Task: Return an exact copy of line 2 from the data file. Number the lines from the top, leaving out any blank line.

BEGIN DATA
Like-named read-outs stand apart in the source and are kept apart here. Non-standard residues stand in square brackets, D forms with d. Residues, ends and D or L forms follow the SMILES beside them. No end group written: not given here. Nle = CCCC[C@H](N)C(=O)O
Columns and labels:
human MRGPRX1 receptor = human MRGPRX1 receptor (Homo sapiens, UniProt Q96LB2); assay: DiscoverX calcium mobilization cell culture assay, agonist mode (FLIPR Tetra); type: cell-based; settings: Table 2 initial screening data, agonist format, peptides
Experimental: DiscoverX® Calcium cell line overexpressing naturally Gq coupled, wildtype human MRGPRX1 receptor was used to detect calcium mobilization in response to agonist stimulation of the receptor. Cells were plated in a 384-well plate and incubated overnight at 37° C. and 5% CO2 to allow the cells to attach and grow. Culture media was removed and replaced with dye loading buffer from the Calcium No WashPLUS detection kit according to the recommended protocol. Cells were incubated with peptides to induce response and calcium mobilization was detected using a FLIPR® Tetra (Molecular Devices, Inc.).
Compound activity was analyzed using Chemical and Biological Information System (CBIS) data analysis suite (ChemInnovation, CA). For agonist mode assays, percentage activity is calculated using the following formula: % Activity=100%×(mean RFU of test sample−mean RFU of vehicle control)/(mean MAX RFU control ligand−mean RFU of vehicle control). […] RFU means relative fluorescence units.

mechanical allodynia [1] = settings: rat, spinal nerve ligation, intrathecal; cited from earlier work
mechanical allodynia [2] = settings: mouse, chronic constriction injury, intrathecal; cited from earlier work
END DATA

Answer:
Columns and labels: